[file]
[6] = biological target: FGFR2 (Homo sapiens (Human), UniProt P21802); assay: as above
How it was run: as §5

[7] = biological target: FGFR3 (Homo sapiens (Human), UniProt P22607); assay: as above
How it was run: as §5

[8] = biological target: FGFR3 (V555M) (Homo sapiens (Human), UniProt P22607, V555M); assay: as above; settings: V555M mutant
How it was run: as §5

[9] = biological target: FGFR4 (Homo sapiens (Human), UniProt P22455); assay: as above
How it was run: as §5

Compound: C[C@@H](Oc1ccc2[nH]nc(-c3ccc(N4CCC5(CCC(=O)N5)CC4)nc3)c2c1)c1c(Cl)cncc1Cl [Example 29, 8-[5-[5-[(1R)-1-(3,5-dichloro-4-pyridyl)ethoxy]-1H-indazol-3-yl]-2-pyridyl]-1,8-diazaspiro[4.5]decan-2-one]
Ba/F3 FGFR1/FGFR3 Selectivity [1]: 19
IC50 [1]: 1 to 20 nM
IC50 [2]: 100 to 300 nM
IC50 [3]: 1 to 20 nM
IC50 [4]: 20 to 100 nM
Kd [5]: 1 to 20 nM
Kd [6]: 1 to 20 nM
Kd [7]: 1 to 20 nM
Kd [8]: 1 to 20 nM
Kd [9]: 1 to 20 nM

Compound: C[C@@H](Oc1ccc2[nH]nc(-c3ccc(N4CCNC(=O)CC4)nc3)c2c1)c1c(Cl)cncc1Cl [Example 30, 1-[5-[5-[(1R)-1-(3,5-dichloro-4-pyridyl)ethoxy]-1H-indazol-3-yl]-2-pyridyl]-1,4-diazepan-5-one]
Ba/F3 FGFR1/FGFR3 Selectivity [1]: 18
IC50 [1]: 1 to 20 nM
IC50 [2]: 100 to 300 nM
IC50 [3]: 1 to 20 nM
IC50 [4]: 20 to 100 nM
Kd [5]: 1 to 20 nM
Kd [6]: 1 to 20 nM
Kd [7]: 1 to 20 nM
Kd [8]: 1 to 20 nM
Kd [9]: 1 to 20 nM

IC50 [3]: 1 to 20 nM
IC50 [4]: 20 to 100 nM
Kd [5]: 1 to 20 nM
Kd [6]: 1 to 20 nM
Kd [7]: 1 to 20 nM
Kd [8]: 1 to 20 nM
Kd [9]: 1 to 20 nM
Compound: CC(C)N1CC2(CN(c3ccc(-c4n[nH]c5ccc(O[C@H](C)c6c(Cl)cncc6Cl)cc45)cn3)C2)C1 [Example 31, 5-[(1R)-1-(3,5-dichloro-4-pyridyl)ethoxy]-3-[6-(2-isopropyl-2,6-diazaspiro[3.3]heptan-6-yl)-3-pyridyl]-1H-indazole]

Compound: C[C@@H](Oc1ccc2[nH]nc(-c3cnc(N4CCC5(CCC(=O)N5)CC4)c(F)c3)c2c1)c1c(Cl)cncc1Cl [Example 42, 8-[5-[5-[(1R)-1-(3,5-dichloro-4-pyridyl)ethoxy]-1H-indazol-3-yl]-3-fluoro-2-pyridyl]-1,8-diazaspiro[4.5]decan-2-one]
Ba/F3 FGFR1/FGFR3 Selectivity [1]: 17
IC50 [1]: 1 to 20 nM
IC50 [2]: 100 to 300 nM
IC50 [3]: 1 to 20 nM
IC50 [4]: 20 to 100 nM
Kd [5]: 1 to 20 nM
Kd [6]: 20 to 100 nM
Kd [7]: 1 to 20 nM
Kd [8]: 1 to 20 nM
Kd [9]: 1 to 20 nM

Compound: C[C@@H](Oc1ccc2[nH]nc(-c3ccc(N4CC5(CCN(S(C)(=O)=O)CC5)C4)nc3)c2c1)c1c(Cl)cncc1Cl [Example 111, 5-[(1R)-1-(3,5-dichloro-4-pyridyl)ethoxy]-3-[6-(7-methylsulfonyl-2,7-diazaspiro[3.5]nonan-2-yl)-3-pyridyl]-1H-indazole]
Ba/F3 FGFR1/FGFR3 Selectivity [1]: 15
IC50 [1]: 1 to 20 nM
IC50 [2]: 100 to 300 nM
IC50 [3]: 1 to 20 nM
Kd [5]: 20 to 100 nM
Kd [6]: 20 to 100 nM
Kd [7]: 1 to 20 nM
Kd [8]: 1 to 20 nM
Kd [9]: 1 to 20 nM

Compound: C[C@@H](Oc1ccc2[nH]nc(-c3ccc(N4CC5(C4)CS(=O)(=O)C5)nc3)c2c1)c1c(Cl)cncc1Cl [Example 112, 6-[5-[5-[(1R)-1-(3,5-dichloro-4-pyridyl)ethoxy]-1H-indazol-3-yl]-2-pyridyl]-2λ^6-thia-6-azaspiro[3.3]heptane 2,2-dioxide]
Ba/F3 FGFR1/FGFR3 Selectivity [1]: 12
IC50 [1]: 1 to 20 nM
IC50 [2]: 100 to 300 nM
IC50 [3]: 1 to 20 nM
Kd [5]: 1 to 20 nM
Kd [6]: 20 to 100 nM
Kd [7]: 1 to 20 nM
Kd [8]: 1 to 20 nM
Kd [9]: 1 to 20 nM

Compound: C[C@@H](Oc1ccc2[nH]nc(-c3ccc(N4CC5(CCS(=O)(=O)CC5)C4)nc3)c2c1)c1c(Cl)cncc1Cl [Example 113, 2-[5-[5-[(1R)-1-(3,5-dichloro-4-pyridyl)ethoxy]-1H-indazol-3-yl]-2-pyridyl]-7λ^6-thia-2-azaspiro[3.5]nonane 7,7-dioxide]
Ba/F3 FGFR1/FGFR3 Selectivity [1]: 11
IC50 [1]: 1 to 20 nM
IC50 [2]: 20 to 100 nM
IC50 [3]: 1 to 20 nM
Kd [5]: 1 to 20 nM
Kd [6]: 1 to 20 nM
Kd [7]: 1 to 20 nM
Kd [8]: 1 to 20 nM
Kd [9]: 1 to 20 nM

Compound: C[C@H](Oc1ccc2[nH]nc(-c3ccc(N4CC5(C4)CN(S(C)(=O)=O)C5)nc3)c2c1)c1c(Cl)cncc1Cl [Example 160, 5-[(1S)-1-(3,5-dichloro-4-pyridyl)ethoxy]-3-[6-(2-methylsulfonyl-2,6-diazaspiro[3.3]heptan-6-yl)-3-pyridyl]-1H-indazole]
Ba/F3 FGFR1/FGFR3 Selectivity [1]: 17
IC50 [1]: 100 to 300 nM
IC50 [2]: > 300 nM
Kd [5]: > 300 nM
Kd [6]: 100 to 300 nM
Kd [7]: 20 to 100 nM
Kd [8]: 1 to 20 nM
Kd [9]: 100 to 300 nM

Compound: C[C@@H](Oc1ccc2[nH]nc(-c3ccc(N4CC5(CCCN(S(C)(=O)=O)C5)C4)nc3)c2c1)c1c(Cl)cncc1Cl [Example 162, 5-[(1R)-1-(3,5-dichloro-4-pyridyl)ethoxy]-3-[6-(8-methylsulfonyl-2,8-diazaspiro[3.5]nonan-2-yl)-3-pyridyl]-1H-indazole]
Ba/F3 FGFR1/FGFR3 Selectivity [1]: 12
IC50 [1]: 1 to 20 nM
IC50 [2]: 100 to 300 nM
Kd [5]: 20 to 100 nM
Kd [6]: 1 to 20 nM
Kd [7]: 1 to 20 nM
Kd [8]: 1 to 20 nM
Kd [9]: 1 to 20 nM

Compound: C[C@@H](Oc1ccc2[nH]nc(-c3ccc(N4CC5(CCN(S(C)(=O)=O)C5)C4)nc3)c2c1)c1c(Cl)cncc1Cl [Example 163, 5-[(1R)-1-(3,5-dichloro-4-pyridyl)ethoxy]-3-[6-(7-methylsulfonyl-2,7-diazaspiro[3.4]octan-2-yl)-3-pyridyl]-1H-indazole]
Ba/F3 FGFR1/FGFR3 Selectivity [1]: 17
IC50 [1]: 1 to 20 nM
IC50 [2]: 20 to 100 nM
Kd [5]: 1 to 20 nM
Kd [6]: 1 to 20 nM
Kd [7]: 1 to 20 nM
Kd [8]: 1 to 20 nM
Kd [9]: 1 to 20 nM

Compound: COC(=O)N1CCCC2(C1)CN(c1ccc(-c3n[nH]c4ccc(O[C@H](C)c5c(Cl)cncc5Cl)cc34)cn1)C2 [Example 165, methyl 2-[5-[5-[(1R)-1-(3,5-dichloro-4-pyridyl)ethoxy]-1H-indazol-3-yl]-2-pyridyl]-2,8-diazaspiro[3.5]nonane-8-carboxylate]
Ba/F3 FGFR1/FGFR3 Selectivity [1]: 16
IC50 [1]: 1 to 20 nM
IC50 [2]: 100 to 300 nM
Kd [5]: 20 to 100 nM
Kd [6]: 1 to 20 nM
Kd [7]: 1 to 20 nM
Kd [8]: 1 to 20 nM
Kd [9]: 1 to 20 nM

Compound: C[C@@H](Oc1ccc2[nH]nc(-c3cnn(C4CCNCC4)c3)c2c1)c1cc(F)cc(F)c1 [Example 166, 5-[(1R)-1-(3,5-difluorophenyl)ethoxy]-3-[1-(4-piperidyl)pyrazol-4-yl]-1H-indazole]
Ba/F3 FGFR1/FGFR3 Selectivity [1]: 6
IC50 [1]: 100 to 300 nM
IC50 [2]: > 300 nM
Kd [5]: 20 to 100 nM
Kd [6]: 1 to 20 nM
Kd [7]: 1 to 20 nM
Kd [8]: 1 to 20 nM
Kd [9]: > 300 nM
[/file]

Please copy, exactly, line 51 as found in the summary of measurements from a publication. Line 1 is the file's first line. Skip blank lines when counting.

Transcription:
Ba/F3 FGFR1/FGFR3 Selectivity [1]: 15